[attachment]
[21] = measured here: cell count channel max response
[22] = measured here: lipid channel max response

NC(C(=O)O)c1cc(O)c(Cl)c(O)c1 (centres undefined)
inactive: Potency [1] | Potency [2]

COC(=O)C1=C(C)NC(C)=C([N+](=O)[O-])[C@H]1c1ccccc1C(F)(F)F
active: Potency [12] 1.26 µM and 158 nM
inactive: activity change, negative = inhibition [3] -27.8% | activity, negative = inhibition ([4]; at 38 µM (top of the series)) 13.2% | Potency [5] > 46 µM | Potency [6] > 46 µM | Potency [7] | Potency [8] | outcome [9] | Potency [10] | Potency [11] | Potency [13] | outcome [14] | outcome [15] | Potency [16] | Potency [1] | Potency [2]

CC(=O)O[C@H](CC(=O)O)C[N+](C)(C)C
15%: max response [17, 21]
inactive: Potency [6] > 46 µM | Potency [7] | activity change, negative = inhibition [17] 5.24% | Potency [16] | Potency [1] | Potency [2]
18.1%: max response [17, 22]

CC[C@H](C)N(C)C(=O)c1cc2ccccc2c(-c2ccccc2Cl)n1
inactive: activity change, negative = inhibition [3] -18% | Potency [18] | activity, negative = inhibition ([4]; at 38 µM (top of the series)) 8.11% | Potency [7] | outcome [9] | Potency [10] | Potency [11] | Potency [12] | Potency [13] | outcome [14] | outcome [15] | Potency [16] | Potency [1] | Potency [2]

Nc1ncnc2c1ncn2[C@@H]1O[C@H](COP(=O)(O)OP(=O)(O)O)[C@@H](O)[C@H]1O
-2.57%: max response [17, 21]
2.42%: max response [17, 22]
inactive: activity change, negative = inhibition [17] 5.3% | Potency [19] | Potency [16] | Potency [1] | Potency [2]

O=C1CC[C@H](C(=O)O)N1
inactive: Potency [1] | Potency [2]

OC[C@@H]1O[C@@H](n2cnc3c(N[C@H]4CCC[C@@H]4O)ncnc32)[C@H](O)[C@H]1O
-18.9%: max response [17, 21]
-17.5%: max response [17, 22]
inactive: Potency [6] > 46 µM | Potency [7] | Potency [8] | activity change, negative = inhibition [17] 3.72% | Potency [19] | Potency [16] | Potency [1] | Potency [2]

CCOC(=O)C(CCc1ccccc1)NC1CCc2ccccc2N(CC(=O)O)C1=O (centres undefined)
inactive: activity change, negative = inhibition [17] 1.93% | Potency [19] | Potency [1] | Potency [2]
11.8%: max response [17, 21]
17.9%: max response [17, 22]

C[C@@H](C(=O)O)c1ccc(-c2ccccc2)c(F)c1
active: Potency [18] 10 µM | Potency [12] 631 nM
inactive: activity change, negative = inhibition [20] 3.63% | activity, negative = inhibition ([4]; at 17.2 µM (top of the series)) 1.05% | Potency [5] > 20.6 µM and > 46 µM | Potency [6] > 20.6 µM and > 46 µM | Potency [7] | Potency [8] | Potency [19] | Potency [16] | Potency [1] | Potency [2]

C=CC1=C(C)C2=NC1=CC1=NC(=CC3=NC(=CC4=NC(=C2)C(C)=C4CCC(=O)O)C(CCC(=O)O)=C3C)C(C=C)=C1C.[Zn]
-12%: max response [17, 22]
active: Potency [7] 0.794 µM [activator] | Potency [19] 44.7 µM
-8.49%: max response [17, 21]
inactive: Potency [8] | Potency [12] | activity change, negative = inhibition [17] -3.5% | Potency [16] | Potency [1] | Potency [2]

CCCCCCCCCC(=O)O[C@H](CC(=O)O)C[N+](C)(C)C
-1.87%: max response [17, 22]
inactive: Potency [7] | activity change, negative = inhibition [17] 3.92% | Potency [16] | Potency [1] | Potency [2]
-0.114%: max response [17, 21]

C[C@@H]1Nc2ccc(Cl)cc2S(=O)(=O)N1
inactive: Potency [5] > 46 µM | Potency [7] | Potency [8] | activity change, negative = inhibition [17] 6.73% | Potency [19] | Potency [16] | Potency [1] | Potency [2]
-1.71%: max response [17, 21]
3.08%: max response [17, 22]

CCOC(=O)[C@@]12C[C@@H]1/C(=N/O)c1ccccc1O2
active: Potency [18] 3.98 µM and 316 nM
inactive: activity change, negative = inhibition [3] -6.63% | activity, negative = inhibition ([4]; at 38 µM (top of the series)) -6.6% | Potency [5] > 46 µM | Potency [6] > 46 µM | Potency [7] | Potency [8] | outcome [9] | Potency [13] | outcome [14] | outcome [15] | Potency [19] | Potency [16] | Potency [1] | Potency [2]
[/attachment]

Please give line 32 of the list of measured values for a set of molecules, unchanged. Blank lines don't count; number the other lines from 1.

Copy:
-12%: max response [17, 22]